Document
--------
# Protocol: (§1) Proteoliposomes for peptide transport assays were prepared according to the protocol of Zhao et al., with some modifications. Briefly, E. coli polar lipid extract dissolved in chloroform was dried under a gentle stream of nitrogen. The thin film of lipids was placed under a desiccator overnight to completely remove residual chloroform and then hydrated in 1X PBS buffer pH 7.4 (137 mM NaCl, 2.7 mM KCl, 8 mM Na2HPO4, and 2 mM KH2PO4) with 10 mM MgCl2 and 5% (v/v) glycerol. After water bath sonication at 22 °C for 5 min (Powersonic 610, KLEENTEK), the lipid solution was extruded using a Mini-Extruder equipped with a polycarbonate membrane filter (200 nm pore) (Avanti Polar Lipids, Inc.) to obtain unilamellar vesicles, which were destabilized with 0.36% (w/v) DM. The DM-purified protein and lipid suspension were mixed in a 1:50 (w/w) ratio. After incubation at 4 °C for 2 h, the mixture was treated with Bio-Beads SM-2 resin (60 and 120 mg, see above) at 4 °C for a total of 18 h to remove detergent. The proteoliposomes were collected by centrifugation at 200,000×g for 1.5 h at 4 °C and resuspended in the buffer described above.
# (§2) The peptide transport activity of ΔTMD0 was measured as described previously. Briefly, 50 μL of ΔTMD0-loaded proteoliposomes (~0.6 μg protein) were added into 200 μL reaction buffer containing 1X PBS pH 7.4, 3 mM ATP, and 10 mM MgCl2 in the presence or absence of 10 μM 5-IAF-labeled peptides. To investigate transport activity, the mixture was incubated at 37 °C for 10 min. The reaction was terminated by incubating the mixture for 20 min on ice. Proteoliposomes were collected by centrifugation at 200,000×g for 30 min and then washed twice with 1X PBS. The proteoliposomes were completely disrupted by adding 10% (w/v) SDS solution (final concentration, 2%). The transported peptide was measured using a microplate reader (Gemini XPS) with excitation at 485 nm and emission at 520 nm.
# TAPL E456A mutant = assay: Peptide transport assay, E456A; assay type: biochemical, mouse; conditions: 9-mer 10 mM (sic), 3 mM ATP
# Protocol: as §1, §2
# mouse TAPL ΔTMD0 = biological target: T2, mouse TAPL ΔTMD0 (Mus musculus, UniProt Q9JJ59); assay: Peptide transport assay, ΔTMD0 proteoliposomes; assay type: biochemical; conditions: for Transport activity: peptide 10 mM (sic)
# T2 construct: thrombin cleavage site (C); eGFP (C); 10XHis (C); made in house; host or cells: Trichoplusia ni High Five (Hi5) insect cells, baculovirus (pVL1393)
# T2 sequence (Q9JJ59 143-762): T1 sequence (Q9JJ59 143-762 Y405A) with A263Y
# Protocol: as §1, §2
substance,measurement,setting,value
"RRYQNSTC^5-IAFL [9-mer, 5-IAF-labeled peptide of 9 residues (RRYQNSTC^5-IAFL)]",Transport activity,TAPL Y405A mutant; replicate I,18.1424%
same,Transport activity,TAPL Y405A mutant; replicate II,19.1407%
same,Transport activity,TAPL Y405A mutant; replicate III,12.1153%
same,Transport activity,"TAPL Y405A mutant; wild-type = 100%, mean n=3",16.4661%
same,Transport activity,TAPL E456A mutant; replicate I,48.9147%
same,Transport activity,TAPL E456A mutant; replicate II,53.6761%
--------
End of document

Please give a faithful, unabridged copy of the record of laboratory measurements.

# Protocol: (§1) Proteoliposomes for peptide transport assays were prepared according to the protocol of Zhao et al., with some modifications. Briefly, E. coli polar lipid extract dissolved in chloroform was dried under a gentle stream of nitrogen. The thin film of lipids was placed under a desiccator overnight to completely remove residual chloroform and then hydrated in 1X PBS buffer pH 7.4 (137 mM NaCl, 2.7 mM KCl, 8 mM Na2HPO4, and 2 mM KH2PO4) with 10 mM MgCl2 and 5% (v/v) glycerol. After water bath sonication at 22 °C for 5 min (Powersonic 610, KLEENTEK), the lipid solution was extruded using a Mini-Extruder equipped with a polycarbonate membrane filter (200 nm pore) (Avanti Polar Lipids, Inc.) to obtain unilamellar vesicles, which were destabilized with 0.36% (w/v) DM. The DM-purified protein and lipid suspension were mixed in a 1:50 (w/w) ratio. After incubation at 4 °C for 2 h, the mixture was treated with Bio-Beads SM-2 resin (60 and 120 mg, see above) at 4 °C for a total of 18 h to remove detergent. The proteoliposomes were collected by centrifugation at 200,000×g for 1.5 h at 4 °C and resuspended in the buffer described above.
# (§2) The peptide transport activity of ΔTMD0 was measured as described previously. Briefly, 50 μL of ΔTMD0-loaded proteoliposomes (~0.6 μg protein) were added into 200 μL reaction buffer containing 1X PBS pH 7.4, 3 mM ATP, and 10 mM MgCl2 in the presence or absence of 10 μM 5-IAF-labeled peptides. To investigate transport activity, the mixture was incubated at 37 °C for 10 min. The reaction was terminated by incubating the mixture for 20 min on ice. Proteoliposomes were collected by centrifugation at 200,000×g for 30 min and then washed twice with 1X PBS. The proteoliposomes were completely disrupted by adding 10% (w/v) SDS solution (final concentration, 2%). The transported peptide was measured using a microplate reader (Gemini XPS) with excitation at 485 nm and emission at 520 nm.
# TAPL E456A mutant = assay: Peptide transport assay, E456A; assay type: biochemical, mouse; conditions: 9-mer 10 mM (sic), 3 mM ATP
# Protocol: as §1, §2
# mouse TAPL ΔTMD0 = biological target: T2, mouse TAPL ΔTMD0 (Mus musculus, UniProt Q9JJ59); assay: Peptide transport assay, ΔTMD0 proteoliposomes; assay type: biochemical; conditions: for Transport activity: peptide 10 mM (sic)
# T2 construct: thrombin cleavage site (C); eGFP (C); 10XHis (C); made in house; host or cells: Trichoplusia ni High Five (Hi5) insect cells, baculovirus (pVL1393)
# T2 sequence (Q9JJ59 143-762): T1 sequence (Q9JJ59 143-762 Y405A) with A263Y
# Protocol: as §1, §2
substance,measurement,setting,value
"RRYQNSTC^5-IAFL [9-mer, 5-IAF-labeled peptide of 9 residues (RRYQNSTC^5-IAFL)]",Transport activity,TAPL Y405A mutant; replicate I,18.1424%
same,Transport activity,TAPL Y405A mutant; replicate II,19.1407%
same,Transport activity,TAPL Y405A mutant; replicate III,12.1153%
same,Transport activity,"TAPL Y405A mutant; wild-type = 100%, mean n=3",16.4661%
same,Transport activity,TAPL E456A mutant; replicate I,48.9147%
same,Transport activity,TAPL E456A mutant; replicate II,53.6761%